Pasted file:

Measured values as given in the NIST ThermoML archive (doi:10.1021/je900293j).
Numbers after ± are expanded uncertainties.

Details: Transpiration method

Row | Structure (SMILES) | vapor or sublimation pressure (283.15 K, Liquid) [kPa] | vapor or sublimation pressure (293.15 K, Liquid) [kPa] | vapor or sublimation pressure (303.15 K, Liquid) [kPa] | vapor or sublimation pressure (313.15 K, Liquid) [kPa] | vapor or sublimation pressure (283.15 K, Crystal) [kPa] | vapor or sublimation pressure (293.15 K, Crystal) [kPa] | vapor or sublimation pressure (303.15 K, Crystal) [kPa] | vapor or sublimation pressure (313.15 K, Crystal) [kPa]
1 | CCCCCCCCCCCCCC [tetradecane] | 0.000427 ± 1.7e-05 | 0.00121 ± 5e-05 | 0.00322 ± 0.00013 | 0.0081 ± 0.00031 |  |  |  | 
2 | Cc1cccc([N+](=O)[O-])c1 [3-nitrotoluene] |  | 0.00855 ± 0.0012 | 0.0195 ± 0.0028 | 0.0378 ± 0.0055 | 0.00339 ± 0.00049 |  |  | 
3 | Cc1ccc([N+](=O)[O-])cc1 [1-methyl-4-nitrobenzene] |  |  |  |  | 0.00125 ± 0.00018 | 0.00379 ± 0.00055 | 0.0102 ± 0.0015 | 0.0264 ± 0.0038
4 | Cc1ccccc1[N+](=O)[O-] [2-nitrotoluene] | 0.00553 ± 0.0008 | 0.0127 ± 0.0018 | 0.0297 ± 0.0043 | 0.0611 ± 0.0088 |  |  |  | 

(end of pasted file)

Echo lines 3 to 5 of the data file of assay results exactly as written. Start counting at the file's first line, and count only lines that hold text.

Details: Transpiration method

Row | Structure (SMILES) | vapor or sublimation pressure (283.15 K, Liquid) [kPa] | vapor or sublimation pressure (293.15 K, Liquid) [kPa] | vapor or sublimation pressure (303.15 K, Liquid) [kPa] | vapor or sublimation pressure (313.15 K, Liquid) [kPa] | vapor or sublimation pressure (283.15 K, Crystal) [kPa] | vapor or sublimation pressure (293.15 K, Crystal) [kPa] | vapor or sublimation pressure (303.15 K, Crystal) [kPa] | vapor or sublimation pressure (313.15 K, Crystal) [kPa]
1 | CCCCCCCCCCCCCC [tetradecane] | 0.000427 ± 1.7e-05 | 0.00121 ± 5e-05 | 0.00322 ± 0.00013 | 0.0081 ± 0.00031 |  |  |  | 